“Prevention is better than cure” is an oft-quoted adage pertaining to the general well being of individuals. We have grown up trying to avoid potential risk and disallow any concern to aggravate.
Women in India and around the Globe have been ignored in almost all the sectors including healthcare. In the past, preventive interventions for tobacco use, to encourage healthier diets or to reduce cholesterol did not include women. In India, the highest worry of most women is their family and they are more concerned about their significant other and youngster’s well being than herself. Ignorance is the real culprit for most women dealing with severe health issues.
Breast and cervical cancers receive extremely less funding, advocacy, and public and political attention in developing and under-developed countries when compared to the developed world.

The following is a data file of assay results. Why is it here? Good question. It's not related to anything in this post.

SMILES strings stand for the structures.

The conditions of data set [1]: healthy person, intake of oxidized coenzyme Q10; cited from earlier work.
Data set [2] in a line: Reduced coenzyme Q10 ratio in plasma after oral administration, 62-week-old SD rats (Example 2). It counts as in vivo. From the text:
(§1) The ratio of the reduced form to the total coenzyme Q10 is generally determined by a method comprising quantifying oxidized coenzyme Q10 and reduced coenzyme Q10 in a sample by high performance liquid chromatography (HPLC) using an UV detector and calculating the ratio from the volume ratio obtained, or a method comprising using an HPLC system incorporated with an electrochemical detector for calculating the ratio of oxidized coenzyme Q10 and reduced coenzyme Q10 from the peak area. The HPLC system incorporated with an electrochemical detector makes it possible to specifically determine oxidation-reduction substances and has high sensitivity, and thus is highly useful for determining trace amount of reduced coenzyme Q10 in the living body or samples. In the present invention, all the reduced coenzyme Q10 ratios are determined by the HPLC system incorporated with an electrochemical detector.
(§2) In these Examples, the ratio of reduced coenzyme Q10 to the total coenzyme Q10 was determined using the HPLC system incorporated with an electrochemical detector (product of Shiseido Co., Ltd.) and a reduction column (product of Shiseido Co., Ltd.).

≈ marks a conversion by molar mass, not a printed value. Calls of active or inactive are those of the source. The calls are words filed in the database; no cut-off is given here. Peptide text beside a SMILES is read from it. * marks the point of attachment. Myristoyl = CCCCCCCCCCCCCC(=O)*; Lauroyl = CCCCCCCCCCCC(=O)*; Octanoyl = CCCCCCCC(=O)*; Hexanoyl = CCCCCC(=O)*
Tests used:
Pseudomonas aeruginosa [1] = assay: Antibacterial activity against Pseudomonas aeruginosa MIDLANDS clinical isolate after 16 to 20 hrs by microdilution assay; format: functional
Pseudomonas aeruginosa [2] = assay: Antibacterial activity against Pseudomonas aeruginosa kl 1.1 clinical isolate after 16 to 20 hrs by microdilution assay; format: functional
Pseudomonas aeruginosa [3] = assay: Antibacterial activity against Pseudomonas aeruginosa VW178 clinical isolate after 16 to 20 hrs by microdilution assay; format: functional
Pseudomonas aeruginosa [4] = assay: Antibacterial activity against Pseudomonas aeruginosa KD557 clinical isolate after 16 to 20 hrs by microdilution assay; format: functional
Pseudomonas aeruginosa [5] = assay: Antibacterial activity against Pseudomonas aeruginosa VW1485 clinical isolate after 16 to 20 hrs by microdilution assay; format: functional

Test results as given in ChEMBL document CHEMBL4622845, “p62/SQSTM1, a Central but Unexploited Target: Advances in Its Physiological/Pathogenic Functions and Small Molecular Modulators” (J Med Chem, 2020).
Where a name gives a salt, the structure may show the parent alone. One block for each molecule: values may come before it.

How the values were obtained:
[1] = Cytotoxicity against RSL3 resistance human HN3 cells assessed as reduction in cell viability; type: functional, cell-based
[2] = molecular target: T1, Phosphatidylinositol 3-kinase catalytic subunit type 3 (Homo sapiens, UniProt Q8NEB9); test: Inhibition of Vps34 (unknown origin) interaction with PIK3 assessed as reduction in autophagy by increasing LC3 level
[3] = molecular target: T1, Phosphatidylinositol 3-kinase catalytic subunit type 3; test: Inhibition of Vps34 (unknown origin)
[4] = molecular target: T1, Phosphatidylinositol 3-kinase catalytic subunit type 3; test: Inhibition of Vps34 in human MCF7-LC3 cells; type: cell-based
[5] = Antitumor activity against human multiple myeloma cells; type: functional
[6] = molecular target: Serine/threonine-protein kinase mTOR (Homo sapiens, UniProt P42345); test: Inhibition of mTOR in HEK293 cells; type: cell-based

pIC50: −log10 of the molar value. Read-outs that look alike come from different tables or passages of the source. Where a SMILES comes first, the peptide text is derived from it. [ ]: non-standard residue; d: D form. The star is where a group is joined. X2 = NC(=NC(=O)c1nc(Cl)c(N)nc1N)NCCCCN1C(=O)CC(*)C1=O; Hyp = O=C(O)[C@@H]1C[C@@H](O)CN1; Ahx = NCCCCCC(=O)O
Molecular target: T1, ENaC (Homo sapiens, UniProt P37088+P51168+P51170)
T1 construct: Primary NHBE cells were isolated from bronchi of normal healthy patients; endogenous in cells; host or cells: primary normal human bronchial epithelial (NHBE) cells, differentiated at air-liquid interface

However, women in these settings have higher burdens of those diseases, poorer access to worry, gifted with additionally advanced stages of the ailment, and are more likely to die from these diseases in comparison to women in developed countries. Why the discrepancy? Reasons embody a belief that breast and cervical cancers don’t seem to be a priority in comparison with alternative women health problems, for example, contraception and maternal health, and that they are extensively problematic and costly to stop and treat in these settings.